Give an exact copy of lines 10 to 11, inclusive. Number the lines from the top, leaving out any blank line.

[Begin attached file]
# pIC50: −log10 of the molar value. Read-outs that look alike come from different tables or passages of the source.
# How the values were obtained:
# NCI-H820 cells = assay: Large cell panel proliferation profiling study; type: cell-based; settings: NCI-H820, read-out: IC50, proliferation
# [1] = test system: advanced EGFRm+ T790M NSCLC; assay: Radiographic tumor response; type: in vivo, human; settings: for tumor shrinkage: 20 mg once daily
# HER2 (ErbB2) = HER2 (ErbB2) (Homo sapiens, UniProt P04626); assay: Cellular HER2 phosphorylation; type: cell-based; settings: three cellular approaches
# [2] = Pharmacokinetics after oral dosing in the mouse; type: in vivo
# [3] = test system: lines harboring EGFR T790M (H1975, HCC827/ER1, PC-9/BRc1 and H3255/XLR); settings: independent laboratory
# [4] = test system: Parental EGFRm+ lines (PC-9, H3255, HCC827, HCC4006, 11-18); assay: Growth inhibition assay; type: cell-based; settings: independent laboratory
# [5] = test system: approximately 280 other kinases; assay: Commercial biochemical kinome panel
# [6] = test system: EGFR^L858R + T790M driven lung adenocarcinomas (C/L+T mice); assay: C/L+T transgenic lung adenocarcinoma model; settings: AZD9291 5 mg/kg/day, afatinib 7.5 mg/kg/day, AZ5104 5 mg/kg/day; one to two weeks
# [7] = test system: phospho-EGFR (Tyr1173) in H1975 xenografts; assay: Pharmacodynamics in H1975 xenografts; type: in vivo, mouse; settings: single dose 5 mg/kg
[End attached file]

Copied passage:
# [6] = test system: EGFR^L858R + T790M driven lung adenocarcinomas (C/L+T mice); assay: C/L+T transgenic lung adenocarcinoma model; settings: AZD9291 5 mg/kg/day, afatinib 7.5 mg/kg/day, AZ5104 5 mg/kg/day; one to two weeks
# [7] = test system: phospho-EGFR (Tyr1173) in H1975 xenografts; assay: Pharmacodynamics in H1975 xenografts; type: in vivo, mouse; settings: single dose 5 mg/kg